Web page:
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Piyush Goyal takes charge as Commerce Minister, says will study ‘all issues’

Goyal held several ministerial posts in the previous NDA government, first as the Minister of State for Power, New and Renewable Energy, Coal and Mines, and later as the Union Minister of Railways. In 2018, he temporarily took additional charge as Finance Minister during Arun Jaitley’s absence due to medical issues.

By: ENS Economic Bureau | New Delhi | Published: June 1, 2019 2:21:32 am
Piyush Goyal takes charge as Commerce Minister, says will study ‘all issues’ Goyal said he was humbled to step into his shoes and would try to do his best to take the ministry’s work forward.

A day after he took oath to serve in the new Narendra Modi government, BJP-member Piyush Goyal took charge as the new Commerce Minister.

Accompanied by former Minister for Commerce and Industry, Suresh Prabhu, Goyal said he was humbled to step into his shoes and would try to do his best to take the ministry’s work forward. He added that he would study “all issues” related to India’s trade and industry, prepare himself to deal with issues that required immediate attention and seek Prabhu’s guidance in performing his duties.

Goyal held several ministerial posts in the previous NDA government, first as the Minister of State for Power, New and Renewable Energy, Coal and Mines, and later as the Union Minister of Railways. In 2018, he temporarily took additional charge as Finance Minister during Arun Jaitley’s absence due to medical issues.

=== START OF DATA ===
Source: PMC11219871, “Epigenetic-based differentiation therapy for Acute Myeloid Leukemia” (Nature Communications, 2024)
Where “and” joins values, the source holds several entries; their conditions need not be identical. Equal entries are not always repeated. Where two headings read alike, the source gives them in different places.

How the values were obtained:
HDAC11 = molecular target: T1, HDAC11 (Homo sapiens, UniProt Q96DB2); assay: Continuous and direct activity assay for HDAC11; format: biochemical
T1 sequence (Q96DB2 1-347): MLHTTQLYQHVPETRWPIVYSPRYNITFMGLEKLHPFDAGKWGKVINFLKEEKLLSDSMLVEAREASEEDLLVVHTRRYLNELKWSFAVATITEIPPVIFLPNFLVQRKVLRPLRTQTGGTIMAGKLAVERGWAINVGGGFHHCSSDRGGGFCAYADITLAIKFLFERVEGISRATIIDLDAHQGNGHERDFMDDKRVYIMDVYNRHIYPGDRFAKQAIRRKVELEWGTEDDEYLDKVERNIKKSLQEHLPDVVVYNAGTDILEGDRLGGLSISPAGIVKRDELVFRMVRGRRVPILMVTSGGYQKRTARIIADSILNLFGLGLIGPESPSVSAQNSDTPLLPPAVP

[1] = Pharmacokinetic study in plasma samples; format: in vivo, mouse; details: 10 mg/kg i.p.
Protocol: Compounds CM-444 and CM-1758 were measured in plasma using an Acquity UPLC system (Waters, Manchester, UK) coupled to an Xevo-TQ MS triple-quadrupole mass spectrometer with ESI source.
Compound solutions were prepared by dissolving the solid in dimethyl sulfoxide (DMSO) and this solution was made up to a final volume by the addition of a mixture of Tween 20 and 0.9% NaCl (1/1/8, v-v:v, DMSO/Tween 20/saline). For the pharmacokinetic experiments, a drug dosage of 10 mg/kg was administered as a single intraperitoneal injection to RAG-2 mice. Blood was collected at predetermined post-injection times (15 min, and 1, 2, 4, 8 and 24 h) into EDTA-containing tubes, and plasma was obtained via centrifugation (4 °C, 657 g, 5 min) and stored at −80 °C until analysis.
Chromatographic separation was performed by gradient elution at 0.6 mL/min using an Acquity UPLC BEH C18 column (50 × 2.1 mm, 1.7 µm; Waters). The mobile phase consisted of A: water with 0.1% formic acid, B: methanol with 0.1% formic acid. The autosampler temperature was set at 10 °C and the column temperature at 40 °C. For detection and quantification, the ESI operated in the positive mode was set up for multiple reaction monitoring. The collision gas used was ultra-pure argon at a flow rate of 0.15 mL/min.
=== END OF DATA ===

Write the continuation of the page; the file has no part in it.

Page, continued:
The Commerce Ministry has its work cut out in the coming months, with issues such as a subdued outlook by the World Trade Organization (WTO) on global trade, a widened trade deficit and a multitude of challenges on the bilateral and multilateral fronts confronting the new National Democratic Alliance government.

A downward slide in Foreign Direct Investment inflows and flagging merchandise exports are other areas of concern. Over the last 5 years, the previous NDA government focused on increasing exports, including through identifying newer markets it could tap. By the end of the 2018-19 financial year, the Commerce Ministry announced that India had achieved a record high of around $331.02 billion in merchandise exports. Yet, it reportedly missed its own internal goal of crossing $350 billion. The country also experienced a high trade deficit for merchandise goods at $176.42 billion and an overall trade deficit of $95.85 billion for that period.

India had also taken measures to improve its ease of doing business ranking, managing to secure 77th position towards the end of last year, up from over 140 in 2015. It further tried to encourage foreign investment through schemes like ‘Make in India’ and by relaxing rules for Foreign Direct Investment (FDI) in several sectors.

Yet, recent government data shows that FDI fell for the first time in six years, dropping around 1 per cent to $44.4 billion in the 2018-19 financial year. The government has reportedly begun work on boosting exports as part of its 100-day agenda, considering measures like a new major export promotion scheme and pushing exports through e-commerce. India exported products valued at $1.2 billion through e-commerce in the last fiscal.

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